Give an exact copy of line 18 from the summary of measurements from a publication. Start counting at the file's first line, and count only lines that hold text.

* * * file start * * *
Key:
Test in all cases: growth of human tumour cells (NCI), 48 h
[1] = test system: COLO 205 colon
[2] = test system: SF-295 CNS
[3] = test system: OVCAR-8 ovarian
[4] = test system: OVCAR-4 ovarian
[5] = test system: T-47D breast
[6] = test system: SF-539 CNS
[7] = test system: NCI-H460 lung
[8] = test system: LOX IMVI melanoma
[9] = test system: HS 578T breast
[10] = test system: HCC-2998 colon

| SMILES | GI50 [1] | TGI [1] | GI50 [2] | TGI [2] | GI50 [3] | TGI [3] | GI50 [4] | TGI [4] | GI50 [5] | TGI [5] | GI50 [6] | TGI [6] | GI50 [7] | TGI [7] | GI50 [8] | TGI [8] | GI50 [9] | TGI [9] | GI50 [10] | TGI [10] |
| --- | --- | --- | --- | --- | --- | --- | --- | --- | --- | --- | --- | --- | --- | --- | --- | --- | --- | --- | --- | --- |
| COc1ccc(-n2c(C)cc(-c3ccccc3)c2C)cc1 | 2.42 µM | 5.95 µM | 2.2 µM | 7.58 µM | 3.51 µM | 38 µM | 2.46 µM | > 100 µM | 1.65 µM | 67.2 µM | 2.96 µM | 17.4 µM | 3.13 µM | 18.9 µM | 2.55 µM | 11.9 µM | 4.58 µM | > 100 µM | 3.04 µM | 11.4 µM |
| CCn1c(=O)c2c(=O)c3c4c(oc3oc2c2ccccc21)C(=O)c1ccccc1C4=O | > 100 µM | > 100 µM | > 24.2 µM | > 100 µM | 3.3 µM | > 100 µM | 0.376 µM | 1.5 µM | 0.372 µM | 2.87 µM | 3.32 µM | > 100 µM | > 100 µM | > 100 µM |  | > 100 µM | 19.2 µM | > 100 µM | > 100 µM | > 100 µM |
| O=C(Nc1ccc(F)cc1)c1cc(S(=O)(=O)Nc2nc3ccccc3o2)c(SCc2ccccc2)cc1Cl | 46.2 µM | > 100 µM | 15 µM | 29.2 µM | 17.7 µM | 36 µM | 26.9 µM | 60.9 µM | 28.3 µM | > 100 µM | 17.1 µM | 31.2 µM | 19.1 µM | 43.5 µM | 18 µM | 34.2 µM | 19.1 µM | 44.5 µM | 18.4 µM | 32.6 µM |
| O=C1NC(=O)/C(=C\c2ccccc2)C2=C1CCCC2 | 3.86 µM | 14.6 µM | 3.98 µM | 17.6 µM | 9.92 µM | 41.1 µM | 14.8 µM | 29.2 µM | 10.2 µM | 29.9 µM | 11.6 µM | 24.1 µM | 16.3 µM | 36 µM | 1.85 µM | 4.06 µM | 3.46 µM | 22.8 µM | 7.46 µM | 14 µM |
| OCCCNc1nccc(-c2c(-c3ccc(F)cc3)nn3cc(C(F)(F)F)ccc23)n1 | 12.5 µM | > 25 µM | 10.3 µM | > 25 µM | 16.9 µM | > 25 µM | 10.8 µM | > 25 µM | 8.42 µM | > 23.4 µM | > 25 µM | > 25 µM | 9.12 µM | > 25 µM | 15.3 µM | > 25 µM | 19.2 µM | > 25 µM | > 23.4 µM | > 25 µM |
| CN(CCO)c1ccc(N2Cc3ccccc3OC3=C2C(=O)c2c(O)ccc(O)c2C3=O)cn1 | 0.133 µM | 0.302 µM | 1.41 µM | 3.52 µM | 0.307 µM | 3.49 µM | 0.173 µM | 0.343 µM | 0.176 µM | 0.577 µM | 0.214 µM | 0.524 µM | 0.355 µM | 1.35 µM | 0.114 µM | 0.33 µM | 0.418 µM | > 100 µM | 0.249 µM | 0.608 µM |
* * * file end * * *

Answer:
| O=C1NC(=O)/C(=C\c2ccccc2)C2=C1CCCC2 | 3.86 µM | 14.6 µM | 3.98 µM | 17.6 µM | 9.92 µM | 41.1 µM | 14.8 µM | 29.2 µM | 10.2 µM | 29.9 µM | 11.6 µM | 24.1 µM | 16.3 µM | 36 µM | 1.85 µM | 4.06 µM | 3.46 µM | 22.8 µM | 7.46 µM | 14 µM |